Reasons to Visit the Abruzzo Region
Tuscany. Chances are you’ve heard of this particular bit of Italy. Filled with cities like Florence and gorgeous landscapes, it’s a part of Italy that is well known, and well visited.
The Beautiful Villages
Abruzzo is a mountainous region, which means that arable farming land is precious and hard to come by. This has resulted in the majority of the towns and villages being built on the tops of hills and mountains, with the rich valley soil given over to farming.
These hill top villages were also far more defensible in times of war, and many of them are fortified. For the visitor, they are wondrous mazes of tiny streets and cobblestone alleys, a jigsaw puzzle just waiting for you to put together.
You’ll never get too lost as they’re so small, and every now and again you’ll emerge from the medieval walls to a gorgeous view of the surrounding landscape. Top tip: don’t miss Castel Del Monte, rated one of Italy’s most beautiful villages.
The Stunning Landscapes
The Abruzzo region has fantastic landscapes, happily rivalling anything you’ll find in Tuscany or indeed, elsewhere in Italy. A third of its territory is given over to national parks, and it has everything from gorgeous coastline and beaches through to the towering mountains of the Abruzzi Appennines, which are nearly 10,000 ft in height.
Between coastline and mountain you’ll find wildlife, forests, open valleys, waterfalls and more – something for everyone really. And if landscapes aren’t your thing, then there are more than enough pretty villages, towns and cities for you to explore, including L’Aquila, a beautiful little city that was badly damaged by an earthquake in 2009, and which would love for you to visit and say hi.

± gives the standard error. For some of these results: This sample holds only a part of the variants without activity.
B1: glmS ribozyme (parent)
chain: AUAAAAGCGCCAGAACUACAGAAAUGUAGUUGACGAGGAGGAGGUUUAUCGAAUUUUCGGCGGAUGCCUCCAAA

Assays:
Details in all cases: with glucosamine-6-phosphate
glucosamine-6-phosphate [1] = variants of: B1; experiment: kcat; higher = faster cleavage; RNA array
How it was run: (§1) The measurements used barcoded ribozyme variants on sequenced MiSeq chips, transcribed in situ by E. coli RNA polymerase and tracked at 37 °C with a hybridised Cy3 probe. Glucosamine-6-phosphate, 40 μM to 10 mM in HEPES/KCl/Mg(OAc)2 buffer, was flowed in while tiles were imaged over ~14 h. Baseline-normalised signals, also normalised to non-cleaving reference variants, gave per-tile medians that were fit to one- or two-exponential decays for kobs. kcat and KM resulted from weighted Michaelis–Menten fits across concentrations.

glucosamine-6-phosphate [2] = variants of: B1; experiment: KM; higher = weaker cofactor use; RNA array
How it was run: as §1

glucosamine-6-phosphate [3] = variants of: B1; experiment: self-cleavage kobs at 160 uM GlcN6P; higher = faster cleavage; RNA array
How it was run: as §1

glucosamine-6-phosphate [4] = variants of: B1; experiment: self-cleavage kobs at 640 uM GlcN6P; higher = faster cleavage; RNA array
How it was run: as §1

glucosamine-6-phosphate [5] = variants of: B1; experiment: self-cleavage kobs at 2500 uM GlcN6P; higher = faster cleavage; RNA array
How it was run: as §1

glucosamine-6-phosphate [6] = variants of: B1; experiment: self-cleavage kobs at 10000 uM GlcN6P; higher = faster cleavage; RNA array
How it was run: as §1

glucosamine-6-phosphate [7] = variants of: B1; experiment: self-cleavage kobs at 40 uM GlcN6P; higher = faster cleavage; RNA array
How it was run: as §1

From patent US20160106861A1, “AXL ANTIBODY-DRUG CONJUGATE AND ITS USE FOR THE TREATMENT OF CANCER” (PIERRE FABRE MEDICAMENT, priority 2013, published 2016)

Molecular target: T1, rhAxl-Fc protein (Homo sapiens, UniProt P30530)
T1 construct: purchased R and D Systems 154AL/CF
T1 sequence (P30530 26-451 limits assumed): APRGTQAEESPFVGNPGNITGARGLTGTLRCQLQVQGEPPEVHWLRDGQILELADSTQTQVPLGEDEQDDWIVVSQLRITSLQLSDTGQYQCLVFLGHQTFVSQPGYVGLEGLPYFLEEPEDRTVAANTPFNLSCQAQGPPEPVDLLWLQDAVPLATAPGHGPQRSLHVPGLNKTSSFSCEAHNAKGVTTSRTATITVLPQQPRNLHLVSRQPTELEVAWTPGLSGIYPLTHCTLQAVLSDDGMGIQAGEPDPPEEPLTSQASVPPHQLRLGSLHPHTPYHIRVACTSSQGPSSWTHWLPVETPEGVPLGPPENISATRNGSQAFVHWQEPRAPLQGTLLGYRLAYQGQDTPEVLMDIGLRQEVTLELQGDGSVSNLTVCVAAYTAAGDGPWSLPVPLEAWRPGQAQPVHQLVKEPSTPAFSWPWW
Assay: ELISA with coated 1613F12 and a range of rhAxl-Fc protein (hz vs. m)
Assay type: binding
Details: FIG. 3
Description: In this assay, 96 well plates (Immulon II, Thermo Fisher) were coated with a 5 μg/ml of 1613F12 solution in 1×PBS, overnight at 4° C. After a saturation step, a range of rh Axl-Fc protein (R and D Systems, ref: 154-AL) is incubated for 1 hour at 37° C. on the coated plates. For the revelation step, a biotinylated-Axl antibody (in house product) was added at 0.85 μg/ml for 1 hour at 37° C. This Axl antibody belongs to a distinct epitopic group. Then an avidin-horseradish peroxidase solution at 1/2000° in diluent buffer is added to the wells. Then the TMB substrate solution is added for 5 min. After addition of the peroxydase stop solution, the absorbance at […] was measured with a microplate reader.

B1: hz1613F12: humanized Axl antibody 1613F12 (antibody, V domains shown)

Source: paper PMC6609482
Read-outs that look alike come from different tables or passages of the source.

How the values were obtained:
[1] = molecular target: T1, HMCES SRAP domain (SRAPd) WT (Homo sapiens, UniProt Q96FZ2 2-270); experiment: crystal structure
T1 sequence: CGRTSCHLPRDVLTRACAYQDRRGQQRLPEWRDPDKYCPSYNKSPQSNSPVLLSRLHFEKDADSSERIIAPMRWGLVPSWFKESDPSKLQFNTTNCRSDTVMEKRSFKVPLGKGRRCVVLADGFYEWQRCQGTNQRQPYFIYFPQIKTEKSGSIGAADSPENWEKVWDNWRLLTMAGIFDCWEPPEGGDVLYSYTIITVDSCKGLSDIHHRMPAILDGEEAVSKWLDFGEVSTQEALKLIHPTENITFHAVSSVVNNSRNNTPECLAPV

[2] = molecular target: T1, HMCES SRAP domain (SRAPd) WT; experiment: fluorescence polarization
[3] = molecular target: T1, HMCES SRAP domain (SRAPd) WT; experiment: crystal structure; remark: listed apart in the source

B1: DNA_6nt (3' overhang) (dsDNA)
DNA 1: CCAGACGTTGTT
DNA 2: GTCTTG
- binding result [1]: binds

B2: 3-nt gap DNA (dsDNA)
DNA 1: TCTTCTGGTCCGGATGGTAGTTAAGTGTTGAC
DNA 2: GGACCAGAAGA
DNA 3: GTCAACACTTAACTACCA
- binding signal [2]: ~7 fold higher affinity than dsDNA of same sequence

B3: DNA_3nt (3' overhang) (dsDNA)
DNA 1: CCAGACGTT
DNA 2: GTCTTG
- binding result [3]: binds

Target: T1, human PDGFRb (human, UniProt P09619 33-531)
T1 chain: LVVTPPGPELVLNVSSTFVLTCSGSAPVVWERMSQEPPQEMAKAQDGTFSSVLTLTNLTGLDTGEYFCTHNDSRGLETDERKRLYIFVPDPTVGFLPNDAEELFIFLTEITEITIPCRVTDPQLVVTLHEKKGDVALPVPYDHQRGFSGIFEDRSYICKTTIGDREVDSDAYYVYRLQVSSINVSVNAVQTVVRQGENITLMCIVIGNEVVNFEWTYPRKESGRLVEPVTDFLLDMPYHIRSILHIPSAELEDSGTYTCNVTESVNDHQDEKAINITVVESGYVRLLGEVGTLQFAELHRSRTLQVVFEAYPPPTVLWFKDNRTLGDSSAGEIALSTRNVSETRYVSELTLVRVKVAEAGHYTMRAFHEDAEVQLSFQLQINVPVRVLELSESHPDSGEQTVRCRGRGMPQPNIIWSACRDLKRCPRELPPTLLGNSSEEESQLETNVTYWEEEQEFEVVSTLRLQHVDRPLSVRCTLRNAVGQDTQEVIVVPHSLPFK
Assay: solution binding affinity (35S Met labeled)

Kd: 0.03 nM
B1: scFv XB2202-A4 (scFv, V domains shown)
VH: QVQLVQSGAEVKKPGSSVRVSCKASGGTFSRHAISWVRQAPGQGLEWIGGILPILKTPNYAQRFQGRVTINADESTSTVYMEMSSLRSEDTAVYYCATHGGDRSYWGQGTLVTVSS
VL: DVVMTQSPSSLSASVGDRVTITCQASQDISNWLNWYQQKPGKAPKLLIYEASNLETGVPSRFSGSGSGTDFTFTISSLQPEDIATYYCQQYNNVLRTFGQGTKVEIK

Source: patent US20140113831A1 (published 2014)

The food. Of course.
Obviously the Abruzzo region isn’t alone in Italy when it comes to spectacular food, but just so you know, the food here is just as good as any you’ll find throughout Italy.
Local specialities include an egg-based pasta dough, “maccheroni alla chitarra”, as well as spicy sausage and polenta. The food is often spicy, with chillies being a mainstay of many dishes.
Up in the mountains, sheep and goat are popular meats, coated in home grown olive oil, rosemary and garlic (hungry yet?) whereas on the coast you’ll be wanting to fill up on fish, with the fish soups being a particular highlight.
Whilst many of the villages are indeed castle-like in their construction, the Abruzzo region is also home to some impressive actual castles.
My favourite of these is Rocca Calascio, a 10th century building that sits at nearly 5,000ft above sea level, and was voted by National Geographic as one of the top 15 castles to visit in the world. That level of elevation naturally offers sweeping views in all directions, both along the valleys and of the surrounding mountains.Rocca Calascio isn’t the only castle in this part of the world though. Abruzzo is home to some fine examples for the castle buff, with particular note to be given to the Aragonese castle of Ortona, Piccolomini Castle of Celano and Caldora Castle of Pacentro.
And that briefly sums up the Abruzzo region! I hope it has persuaded you to add it to your list along with some of Italy’s other more well-known regions – if you do, you definitely won’t be disappointed!